I hope to never return to the scene of the crimes. Thanks to Google Earth, I can sit here and look at the building I spent four years in forty years ago, and wonder if it’s the same building. I truly cannot remember. It’s in the same place, but there’s nothing there that signals to me this is the same structure. It might be. It might not be. But other than being referenced here, it doesn’t really matter, does it? It was where I was from the middle to the tardy seventies, and unlike some of the people who were there with me, I never went back for any reason. There was no reason. There could be none. High School was just a different building in a different place than the other two schools. The bricks were different in they were simply laid somewhere else than other bricks, and the very same thing might have been said about the people who worked there and those forced to attend.
There was a period of time in our lives where the question, “When did you graduate?” was de rigueur when meeting someone new. But then it became less and less relevant, or maybe we all just realized it never was. There was the first job, and then another after that event, and then another, and suddenly someone was calling and talking about a ten year reunion and then there was another job, and another, and failed marriage or three, and then there was talk about thirty-five years having slipped away and finally forty. It’s hard to imagine getting all forty classes of former inmates together at the same time, and even stranger to consider that every fourth class wouldn’t have served time with anyone from five classes up or down the scale. The system that put us all in the same place, at the same time, gave us unlimited access to the same people for twelve years of our lives, but at the same time, limited us in who we would know afterwards. Not that it matters, one way or another, mind you, I just thought it strange.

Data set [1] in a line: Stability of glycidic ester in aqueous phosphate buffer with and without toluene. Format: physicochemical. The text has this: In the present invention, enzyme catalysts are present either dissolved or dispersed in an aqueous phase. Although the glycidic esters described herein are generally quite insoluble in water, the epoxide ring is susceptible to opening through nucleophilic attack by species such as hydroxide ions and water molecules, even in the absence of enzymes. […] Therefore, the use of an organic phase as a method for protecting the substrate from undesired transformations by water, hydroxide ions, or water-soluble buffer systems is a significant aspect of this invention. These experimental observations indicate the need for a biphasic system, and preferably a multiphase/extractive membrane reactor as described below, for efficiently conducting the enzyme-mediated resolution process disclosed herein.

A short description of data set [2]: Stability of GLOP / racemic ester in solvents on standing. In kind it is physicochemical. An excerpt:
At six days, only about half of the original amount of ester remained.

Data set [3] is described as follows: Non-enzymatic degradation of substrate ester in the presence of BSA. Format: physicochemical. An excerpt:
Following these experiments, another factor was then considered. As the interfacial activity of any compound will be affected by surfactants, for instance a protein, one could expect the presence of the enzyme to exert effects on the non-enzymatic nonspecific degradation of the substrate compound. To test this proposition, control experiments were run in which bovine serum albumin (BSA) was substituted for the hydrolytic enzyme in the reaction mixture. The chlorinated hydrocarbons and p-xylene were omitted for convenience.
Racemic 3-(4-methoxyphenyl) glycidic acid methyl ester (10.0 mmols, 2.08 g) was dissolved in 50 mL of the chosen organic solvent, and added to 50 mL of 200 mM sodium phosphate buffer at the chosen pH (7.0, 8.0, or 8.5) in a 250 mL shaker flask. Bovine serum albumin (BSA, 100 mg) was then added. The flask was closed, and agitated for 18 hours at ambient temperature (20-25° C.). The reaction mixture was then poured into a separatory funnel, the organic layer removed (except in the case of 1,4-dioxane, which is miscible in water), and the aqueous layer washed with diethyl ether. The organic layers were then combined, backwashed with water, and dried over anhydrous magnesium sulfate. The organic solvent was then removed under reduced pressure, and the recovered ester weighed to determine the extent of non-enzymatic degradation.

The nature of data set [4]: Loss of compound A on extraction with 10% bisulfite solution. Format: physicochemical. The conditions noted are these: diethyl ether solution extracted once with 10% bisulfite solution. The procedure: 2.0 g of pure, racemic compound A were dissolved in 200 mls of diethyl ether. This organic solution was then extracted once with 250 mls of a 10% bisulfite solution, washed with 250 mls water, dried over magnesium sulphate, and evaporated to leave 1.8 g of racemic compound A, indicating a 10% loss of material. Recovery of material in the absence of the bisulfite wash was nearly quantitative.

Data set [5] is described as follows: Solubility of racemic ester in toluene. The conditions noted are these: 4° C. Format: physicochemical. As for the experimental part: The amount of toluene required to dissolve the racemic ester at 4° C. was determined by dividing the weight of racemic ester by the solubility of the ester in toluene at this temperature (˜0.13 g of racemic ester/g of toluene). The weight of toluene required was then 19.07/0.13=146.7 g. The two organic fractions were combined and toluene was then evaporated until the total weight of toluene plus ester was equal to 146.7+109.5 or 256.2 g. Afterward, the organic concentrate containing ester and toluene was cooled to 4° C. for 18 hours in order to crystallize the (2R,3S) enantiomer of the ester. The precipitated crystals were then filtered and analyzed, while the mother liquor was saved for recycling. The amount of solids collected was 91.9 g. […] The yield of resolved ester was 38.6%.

I used to walk to school, mostly, and I’d short cut through the cemetery to school, and smoke pot there. The cemetery was closed at that time of day and there was no one else, alive, but me. I knew people buried there, and my grandmother is buried there right now. There’s very likely people I went to high school with, buried under a granite slab, having never reached escape velocity in life, they won’t achieve freedom in death. The odds, remarkably, were exactly the same living or dead, but they never realized it, or cared.